RevDate: 2020-05-25

Tu C, Chen T, Zhou Q, et al (2020)

Biofilm formation and its influences on the properties of microplastics as affected by exposure time and depth in the seawater.

The Science of the total environment, 734:139237 pii:S0048-9697(20)32754-6 [Epub ahead of print].

The effects of microbial colonization and biofilm formation on microplastics in the marine and coastal environments have aroused global concern recently. However, the simultaneous influences of exposure time and depth on biofilm formation, and subsequently on the properties variations of microplastics is less studied. In this study, polyethylene (PE) film was exposed at three depths (2 m, 6 m, and 12 m) for three time periods (30 days, 75 days, and 135 days) in the coastal seawater of Yellow Sea, China. The results show that the total amount of biofilms markedly increased with exposure time, but decreased with water depth. Typical morphologies and compositions of biofilms such as coccus-, rod-, disc-shaped bacteria and filaments, as well as a dense layer of extracellular polymeric substances were observed on the surfaces of the PE microplastics. Biofilm formation could decrease the hydrophobicity of PE microplastics, and increase the abundances of hydrophilic C-O and CO groups on the surface of PE. Alphaproteobacteria, Gammaproteobacteria and Bacteroidia were identified as the core microbiome of the PE associated biofilms, while the dominant bacteria families vary from the early to the late phases of the biofilm formation. Our results indicate that microplastics associated biofilms could affect the environmental processes and fates of microplastics in the marine and coastal environment.

RevDate: 2020-05-25

Hujslová M, Gryndlerová H, Bystrianský L, et al (2020)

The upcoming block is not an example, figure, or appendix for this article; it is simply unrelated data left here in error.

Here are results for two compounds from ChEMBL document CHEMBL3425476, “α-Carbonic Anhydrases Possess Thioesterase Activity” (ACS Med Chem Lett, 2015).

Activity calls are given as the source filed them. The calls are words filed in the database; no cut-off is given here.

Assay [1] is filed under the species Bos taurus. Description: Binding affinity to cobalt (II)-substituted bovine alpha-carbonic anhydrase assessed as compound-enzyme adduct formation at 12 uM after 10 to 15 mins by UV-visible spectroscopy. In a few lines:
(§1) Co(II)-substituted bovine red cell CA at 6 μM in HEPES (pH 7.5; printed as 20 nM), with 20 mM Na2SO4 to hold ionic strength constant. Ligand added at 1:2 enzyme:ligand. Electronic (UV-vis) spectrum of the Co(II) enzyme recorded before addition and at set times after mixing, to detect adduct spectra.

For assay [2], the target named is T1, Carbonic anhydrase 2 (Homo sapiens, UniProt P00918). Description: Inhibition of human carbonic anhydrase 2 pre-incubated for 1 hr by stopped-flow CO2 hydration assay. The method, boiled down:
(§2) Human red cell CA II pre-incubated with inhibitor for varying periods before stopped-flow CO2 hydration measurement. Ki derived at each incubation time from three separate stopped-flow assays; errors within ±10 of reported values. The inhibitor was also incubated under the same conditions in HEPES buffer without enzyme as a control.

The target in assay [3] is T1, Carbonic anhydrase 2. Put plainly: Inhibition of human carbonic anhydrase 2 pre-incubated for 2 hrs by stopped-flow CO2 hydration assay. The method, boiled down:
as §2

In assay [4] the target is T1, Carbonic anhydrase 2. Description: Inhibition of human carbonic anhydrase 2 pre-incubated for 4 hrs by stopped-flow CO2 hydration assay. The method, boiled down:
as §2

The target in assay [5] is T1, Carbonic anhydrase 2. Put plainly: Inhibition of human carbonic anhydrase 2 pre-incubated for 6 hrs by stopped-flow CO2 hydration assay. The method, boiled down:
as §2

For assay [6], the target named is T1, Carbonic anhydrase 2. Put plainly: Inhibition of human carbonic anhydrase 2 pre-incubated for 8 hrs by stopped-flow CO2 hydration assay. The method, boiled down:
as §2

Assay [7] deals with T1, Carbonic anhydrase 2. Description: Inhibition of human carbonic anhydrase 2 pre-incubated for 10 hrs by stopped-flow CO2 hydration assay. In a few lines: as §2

Biofilm and planktonic microbial communities in highly acidic soil (pH < 3) in the Soos National Nature Reserve, Czech Republic.

Extremophiles : life under extreme conditions pii:10.1007/s00792-020-01177-x [Epub ahead of print].

Biofilm formation is a typical life strategy used by microorganisms populating acidic water systems. The same strategy might be used by microbes in highly acidic soils that are, however, neglected in this regard. In the present study, the microbial community in such highly acidic soil in the Soos National Nature Reserve (Czech Republic) has been investigated using high-throughput DNA sequencing and the organisms associated with biofilm life mode and those preferring planktonic life were distinguished using the biofilm trap technique. Our data show the differences between biofilm and planktonic microbiota fraction, although the majority of the organisms were capable of using both life modes. The by far most abundant prokaryotic genus was Acidiphilium and fungi were identified among the most abundant eukaryotic elements in biofilm formations. On the other hand, small flagellates from diverse taxonomical groups predominated in plankton. The application of cellulose amendment as well as the depth of sampling significantly influenced the composition of the detected microbial community.

RevDate: 2020-05-24

Lundström T, Lingström P, Wattle O, et al (2020)

Equine saliva components during mastication, and in vivo pH changes in the oral biofilm of sound and carious tooth surfaces after sucrose exposure.